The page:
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Fibre Diffraction Review 12, 21-23, 2004

Digital Object Identifier (DOI) 10.1382/s20041221

Report on CCP13 Software Developments: Production of an Integrated CCP13 Environment (ICE) for Windows Andrew He1, Ganeshalingam Rajkumar1, Trevor Forsyth2 & John Squire1 [1] Biological Structure & Function Section, Biomedical Sciences Division, Imperial College London, London SW7 2AZ [2] Institut Laue Langevin, 6 Rue Jules Horowitz, BP156 F-38042 Grenoble Cedex 9, France Received 4th February 2004; accepted 10th February 2004

ABSTRACT We report on recent developments in CCP13 software with particular emphasis on ICE, an integrated, internet-enabled, common desktop CCP13 environment. As an initial package, several heavily used data conversion and stripping programs have been integrated together in ICE with an easy to use Graphical User Interface (GUI) and enhanced functionality. ICE can dynamically group CCP13 programs together by using a program startup panel. At present the programs that have been integrated with ICE include CCP13 ImageViewer, XCONV, FTOREC, LSQINT, XFIX and the CCP13 Online Help Browser.

Introduction One of the main goals of CCP13 is to develop software for noncrystalline diffraction. Over the last ten years CCP13 scientists have been developing and supporting a set of programs for stripping and analysing fibre diffraction patterns and other noncrystalline diffraction patterns and for systematic modelling of different kinds of structure. CCP13 software has become one of the important shared resources for the fibre diffraction, noncrystalline diffraction and solution scattering research community in the UK and world-wide. The aim of the CCP13 project has been to allow geographically distributed research groups to work together more effectively, sharing resources, data, knowledge and expertise in the community and to allow those multi-discipline groups to complete their tasks quickly and smoothly. Several recent developments as part of the CCP13 project have helped to promote these ideas, including providing an active CCP13 website and its mirror sites, providing updated and newly developed software for download, and providing the online version of Fibre Diffraction Review. Here we describe the recent development of the integrated CCP13 environment software known as ICE.

Recent Developments for Fibre Diffraction A major task for the CCP13 effort has concerned the extraction of useful intensity data from fibre diffraction patterns. The nature of the patterns from fibres can be quite diverse, ranging from those which exhibit Bragg sampling from polycrystalline specimens, to patterns where the intensity is continuously distributed along layer-lines, reflecting a complete lack of axial register across the sample. As a first attempt at providing an integrated software package, several heavily used data conversion and stripping programs have been put together into a user-friendly package with an easy to use Graphical User Interface (GUI) and enhanced functionality. This package is now called ICE. Users can still enjoy the freedom to start up and use each individual program independently by opening them either from the program menu or from the ICE common desktop environment.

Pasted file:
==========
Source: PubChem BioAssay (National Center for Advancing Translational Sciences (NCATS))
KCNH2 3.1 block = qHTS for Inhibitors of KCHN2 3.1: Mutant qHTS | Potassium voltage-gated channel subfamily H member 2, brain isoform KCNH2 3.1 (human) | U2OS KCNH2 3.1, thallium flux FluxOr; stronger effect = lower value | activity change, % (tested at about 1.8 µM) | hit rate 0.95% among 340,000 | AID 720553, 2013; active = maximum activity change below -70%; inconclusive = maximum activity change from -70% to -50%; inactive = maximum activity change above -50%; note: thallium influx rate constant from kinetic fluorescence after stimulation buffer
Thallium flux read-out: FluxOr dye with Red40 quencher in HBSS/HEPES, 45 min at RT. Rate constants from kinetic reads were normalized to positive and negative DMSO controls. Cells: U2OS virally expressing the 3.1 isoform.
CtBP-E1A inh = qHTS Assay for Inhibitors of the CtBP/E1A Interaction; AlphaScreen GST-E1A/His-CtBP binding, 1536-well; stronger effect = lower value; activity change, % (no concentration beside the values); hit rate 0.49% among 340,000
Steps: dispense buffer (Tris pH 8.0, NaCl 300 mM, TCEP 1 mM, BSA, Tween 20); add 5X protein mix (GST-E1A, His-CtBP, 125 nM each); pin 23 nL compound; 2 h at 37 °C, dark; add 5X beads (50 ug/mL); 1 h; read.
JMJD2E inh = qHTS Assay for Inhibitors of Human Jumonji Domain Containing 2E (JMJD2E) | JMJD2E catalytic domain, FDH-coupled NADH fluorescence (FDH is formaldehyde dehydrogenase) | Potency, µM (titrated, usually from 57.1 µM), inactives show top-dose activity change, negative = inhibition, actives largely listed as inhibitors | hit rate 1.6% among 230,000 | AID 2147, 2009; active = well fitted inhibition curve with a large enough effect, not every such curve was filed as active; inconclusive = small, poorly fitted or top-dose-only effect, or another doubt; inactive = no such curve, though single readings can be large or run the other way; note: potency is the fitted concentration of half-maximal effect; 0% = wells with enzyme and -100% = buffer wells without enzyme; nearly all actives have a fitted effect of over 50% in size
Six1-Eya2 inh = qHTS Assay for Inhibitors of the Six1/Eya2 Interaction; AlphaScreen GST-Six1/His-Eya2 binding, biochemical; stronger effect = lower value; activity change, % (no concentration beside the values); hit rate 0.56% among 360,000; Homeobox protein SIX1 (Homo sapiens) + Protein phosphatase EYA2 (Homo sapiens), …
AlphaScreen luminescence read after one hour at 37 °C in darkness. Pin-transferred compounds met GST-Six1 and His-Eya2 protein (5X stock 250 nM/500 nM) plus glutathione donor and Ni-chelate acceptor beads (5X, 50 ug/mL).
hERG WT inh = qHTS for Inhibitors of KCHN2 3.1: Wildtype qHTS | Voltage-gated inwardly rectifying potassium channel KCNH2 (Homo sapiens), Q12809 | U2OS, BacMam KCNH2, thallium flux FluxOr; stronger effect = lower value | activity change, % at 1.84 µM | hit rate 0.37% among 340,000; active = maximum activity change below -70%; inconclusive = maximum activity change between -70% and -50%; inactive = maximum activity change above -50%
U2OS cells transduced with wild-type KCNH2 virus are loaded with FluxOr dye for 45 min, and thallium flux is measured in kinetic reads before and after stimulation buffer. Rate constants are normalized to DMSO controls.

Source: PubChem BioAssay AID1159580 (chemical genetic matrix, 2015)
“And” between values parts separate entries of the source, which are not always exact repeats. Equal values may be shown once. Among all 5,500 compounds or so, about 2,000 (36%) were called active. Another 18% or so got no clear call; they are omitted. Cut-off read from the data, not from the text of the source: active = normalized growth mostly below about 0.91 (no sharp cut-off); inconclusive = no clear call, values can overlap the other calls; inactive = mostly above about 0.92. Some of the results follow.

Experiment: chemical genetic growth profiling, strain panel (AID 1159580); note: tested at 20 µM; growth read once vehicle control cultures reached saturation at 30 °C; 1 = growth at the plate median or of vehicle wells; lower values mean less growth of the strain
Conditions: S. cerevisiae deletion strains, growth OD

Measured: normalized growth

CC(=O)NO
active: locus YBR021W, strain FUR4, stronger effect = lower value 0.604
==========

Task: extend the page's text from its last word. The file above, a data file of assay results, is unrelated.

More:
ICE is an integrated, internet-enabled, common desktop CCP13 environment. It can dynamically group the CCP13 programs together by using a program start-up panel. In ICE version 1.0, six applications have been developed and integrated. They are: CCP13 ImageViewer, XCONV, FTOREC, LSQINT, XFIX and the CCP13 Online Help Browser. ICE also provides a CCP13 program editor so that users can use it to create batch files for applications like FTOREC and LSQINT in order to run them under the batch mode. Like any integrated commercial program editor, it supports functions such as copy, cut, paste, print, font and colour selection. The motivation to do this is that the user has to conduct a sequence of related computational tasks quite often and repeatedly. Such tasks flow from one application (e.g. XCONV) to a second application (e.g. XFIX) and so on. This is a 'work flow' problem and is very common in CCP13 processing, as described in Squire et al. (2003). For instance, to process a raw fibre diffraction pattern, the raw data can be viewed initially by ImageViewer. Then it is put through the file conversion program XCONV to convert it into BSL format and the BSL image may itself be displayed and manipulated by ImageViewer. The BSL image is then put into the analysis program XFIX which outputs parameters such as fibre tilt and rotation for input into FTOREC, where the pattern is corrected and remapped into reciprocal space. Then, the corrected data from FTOREC can be fitted in LSQINT either as continuous intensities or as Bragg peaks after suitable background removal. Intensities output from LSQINT can then be used in modelling processes. The philosophy behind the development of ICE is to make possible a much improved pattern of 'work flow' through these CCP13 programs. ICE is an XML-enabled environment. XML can play a key role as a data definition language in the 'work flow' problem when transferring data from one application to another. To make implementation of a sequence of related computational tasks both quick and reliable, it is possible to use the integrated program editor to support the syntax and grammar checks for creating batch files and work flow files. Using 'drag and drop' to view images and texts has become a standard feature in the ICE-enabled applications. ICE consists of a menu bar, a tool bar, a program startup panel and a CCP13 program text editor as presented in Figure 1.